bureaucracybusters

THE PORNOGRAPNY OF PRESIDENTIAL PERKS: PART TWO (END)

In Bureaucracy, History, Law, Law Enforcement, Politics, Social commentary on April 29, 2021 at 12:14 am

Once Presidents leave office, they usually lead quiet—and highly prosperous–lives.

It’s become commonplace for Presidents to write—or ghostwrite—their memoirs. These usually fetch them a hefty advance, even if sales prove disappointing.

Then there’s the speaker’s circuit, where fees per speech usually run into tens of thousands of dollars.

These are activities that leave the average ex-President an extremely wealthy man—but don’t impact the public purse. 

But there are other perks—such as lifetime Secret Service protection for themselves and their spouses, as well as taxpayer-funded office expenses—that put a serious strain on the national budget.

us-presidential-seal - Nuclear Age Peace Foundation

George W. Bush, unlike his father, got two full terms (2001 – 2009).

Bush made money in the oil industry and owned the Texas Rangers professional baseball team  before he became Governor of Texas and then President. He’s made tens of millions through a book deal and speaking fees.

His net worth has been estimated at $40 million. 

Barack Hussein Obama served two terms (2009 – 2017). 

Obama has greatly profited from paid speeches and production deal with Netflix worth an estimated $50 million. He also gets a government pension of $161,000 a year. Michelle Obama got a reported $65 million advance for her memoir “Becoming.”

Obama’s net worth has been estimated from $40 to $135 million. 

Donald Trump served one term (2017 – 2021). 

Before he entered politics, Trump reportedly got $200 million from his father to enter the real estate business. He made millions as a New York City real estate mogul. Many of his other businesses have failed, but Trump’s vast property holdings make him by far the wealthiest president of all time. He has also profited from his show “The Apprentice,” which ran from 2004 to 2017.

His net worth is estimated at $3.2 billion.

 * * * * * * * * * *

It’s long past time for the re-evaluation of Presidential welfare.

By all means, Presidents deserve a pension, but it should be on a par with the time they served in office. This currently amounts to $219,200 per year for life.

Most police officers must serve 20 years before they can collect their full pension. And they are required to put their lives on the line almost every day. No police officer is allowed to retire on a fulltime pension after serving eight—or even just four—years.

Then there’s the matter of funding by the General Service Administration (GSA) to staff, set up and furnish an official office anywhere in the country. Ex-Presidents and their staffers can receive up to $1 million annually in reimbursements for costs.

Seal of the General Services Administration.svg

Ex-Presidents use these monies to propagandize their accomplishments—or what they claim were their accomplishments—while in office. This usually takes the form of self-serving autobiographies—which, in many cases, are ghostwritten efforts.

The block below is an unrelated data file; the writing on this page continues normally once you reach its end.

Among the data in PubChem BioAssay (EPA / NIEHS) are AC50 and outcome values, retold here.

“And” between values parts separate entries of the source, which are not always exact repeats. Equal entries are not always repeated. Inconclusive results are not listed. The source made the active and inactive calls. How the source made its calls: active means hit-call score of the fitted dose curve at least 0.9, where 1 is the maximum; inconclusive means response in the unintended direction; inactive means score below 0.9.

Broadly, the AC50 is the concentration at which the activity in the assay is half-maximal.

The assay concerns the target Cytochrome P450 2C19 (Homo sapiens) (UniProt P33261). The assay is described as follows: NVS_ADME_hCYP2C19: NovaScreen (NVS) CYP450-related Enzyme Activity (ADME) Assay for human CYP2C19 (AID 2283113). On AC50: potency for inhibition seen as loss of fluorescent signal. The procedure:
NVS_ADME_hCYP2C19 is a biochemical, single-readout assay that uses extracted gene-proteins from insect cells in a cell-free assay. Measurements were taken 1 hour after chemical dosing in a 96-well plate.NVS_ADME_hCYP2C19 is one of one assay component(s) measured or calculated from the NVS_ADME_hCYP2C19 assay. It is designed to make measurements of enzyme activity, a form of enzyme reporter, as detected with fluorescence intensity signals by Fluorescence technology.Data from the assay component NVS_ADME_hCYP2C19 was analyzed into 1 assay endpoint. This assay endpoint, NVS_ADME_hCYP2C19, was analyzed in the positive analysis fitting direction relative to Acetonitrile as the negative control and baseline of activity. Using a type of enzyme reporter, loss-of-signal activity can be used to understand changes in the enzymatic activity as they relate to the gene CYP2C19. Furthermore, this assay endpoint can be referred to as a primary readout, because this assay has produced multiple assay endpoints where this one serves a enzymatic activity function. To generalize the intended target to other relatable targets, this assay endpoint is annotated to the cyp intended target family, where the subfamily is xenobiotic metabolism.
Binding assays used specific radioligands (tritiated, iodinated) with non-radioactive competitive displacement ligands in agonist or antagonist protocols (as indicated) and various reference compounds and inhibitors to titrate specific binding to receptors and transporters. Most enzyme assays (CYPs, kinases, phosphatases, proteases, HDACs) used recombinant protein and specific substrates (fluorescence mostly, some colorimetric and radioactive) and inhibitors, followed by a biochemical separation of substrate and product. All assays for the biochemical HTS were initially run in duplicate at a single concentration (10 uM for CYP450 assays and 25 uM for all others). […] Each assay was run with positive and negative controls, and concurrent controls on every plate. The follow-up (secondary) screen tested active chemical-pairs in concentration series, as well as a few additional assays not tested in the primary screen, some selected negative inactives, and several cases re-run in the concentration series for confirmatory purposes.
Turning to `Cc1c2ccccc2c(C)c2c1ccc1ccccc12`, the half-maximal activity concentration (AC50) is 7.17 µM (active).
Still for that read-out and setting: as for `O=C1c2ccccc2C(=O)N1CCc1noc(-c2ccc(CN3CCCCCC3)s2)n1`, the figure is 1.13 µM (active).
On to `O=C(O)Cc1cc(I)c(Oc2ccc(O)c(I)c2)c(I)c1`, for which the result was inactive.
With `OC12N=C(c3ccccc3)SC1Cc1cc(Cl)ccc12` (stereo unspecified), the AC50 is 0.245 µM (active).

Former Presidents certainly have the right to publish their memoirs. But they should not receive public monies for doing so.

Moreover: Presidents aren’t required to submit their manuscripts to what amounts to a censorship committee to guarantee they don’t spill national security secrets.

Agents of the CIA are—and can have royalties from their books seized if they don’t allow their manuscripts to be so screened.

As for lifetime Secret Service protection: In 1965, Congress authorized the Secret Service (Public Law 89-186) to protect a former president and his/her spouse during their lifetime, unless they decline protection.  

Secret Service in action: Did 2 agents get into a drunk driving accident at the White House? - YouTube

Secret Service agents guarding Barack Obama

In 1994, as a cost-saving measure, Congress acted to limit protection for future former presidents and spouses to ten years after they left office. 

But on January 12, 2013, President Barack Obama signed a new law authorizing lifetime protection of all former Presidents and First Ladies. In addition, children of former Presidents will receive protection until they are 16 years old.

This was clearly in response to the September 11, 2001 terrorist attacks on the Pentagon and World Trade Center—and America’s entry into a global war on terrorism. 

Still, this is hardly necessary. There has not been one recorded case of an attack on a former President since the Secret Service began protecting the Chief Executive in 1901.

From a national security viewpoint, it is also unnecessary. Once a President leaves office, he is essentially out of the loop of daily government business.

The protection of organized crime witnesses by the Justice Department’s Witness Security Program offers a useful remedy.

While awaiting trial, witnesses are given 24-hour protection by deputy U.S. marshals. But once the trials are over and they have received their new identities and relocation to a safe area, that protection is withdrawn. If they are once again threatened, they can request it from the Marshals Service.

And if such protection is deemed necessary for a former President, then a financial means test should be applied.

Every living ex-President is a millionaire—including even Jimmy Carter, whose wealth is estimated by USA Today at $8.2 million. 

Millionaires are not considered eligible for local, state or Federal welfare programs—unless they are former Presidents.

Thus, millionaire ex-Presidents who believe they need/deserve lifetime Secret Service protection should be required to pay for it out of pocket—or hire private security. 

Treating former Presidents as gods is not only an outrageous waste of taxpayers’ monies. It is an affront to the ideals of a democratic nation. 

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